Thank you – Kate RN CFCN CFCS

Keeping feet happy this winter (As seen in Greenfield recorder 12/16/17

CornBy Kate Clayton-Jones
MSN RN PhD(c) CFCN CFCS

As the weather begins to cool down, to keep feet warm and comfortable winter behaviors start happening including snuggling into slippers or warmer, thicker socks. From a foot care nurse perspective, this is also a time when we see an increase in painful corns and calluses. These are conditions that are easily avoided with a little knowledge about foot care. Feet that hurt impact activities of daily living and can even lead to falls. Who wants to get off the couch or go for a walk with hurting feet?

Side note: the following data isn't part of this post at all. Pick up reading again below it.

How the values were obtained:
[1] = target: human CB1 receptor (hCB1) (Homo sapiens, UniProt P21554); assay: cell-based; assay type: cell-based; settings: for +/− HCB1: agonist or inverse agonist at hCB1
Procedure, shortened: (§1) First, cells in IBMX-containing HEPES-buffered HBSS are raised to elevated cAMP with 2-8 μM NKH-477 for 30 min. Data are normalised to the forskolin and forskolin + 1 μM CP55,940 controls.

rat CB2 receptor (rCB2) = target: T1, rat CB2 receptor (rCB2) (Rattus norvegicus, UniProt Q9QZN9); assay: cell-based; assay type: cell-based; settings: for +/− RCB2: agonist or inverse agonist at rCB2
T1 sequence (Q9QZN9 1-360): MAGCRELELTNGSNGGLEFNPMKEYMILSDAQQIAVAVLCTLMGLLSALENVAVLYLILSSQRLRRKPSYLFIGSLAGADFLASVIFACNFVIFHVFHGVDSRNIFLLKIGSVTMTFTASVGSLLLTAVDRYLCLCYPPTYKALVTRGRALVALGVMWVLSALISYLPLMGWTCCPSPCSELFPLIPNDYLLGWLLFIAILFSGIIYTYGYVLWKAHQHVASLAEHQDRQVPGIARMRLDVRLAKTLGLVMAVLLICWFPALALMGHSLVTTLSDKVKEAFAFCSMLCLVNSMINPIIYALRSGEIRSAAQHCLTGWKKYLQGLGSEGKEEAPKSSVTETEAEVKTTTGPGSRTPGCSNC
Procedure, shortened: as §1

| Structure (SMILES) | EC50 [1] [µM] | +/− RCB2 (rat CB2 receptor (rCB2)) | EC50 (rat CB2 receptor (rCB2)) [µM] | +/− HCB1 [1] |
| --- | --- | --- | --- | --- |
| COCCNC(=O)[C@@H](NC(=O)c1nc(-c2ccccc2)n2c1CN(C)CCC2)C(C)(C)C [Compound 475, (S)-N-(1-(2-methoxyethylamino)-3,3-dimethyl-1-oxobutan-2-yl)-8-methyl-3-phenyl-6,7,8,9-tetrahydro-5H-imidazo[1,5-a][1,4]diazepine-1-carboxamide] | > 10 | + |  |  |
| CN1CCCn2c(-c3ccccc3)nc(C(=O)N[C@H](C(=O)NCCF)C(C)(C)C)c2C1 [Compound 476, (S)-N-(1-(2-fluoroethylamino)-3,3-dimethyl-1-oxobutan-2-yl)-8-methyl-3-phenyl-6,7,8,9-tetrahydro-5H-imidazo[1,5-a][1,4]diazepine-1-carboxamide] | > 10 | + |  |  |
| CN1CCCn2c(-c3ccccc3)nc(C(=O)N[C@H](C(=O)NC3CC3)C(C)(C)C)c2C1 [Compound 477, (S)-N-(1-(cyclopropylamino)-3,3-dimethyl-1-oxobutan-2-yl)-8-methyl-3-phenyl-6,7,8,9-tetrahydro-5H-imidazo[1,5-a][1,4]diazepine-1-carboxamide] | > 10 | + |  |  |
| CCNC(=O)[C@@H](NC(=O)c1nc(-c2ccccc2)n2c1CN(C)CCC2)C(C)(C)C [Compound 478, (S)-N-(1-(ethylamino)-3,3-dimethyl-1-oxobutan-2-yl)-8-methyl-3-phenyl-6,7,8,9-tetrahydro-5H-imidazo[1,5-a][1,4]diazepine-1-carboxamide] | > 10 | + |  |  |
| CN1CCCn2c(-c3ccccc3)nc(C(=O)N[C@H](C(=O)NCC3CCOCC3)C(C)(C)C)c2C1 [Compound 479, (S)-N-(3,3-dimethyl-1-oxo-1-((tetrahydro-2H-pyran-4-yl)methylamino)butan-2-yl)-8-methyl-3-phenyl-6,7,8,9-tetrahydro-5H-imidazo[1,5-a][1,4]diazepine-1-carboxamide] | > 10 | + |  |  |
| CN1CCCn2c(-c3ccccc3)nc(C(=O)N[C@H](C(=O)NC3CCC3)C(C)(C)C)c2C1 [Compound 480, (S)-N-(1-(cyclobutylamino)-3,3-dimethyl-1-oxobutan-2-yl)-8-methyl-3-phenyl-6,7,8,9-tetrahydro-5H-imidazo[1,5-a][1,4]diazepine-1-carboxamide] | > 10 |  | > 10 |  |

With regard to foot care, it is actually true that an ounce of prevention is worth a pound of cure. But what does prevention actually look like? When it comes to corns, calluses, and blisters, it is typically shoes and socks that are to blame. In our practice, almost everyone who comes in with a corn or a callus is wearing shoes and socks that are not fitting well. We take care of a large variety of people including runners and walkers, elders and diabetics, so it isn’t just an elder problem, it’s a not “knowing” problem.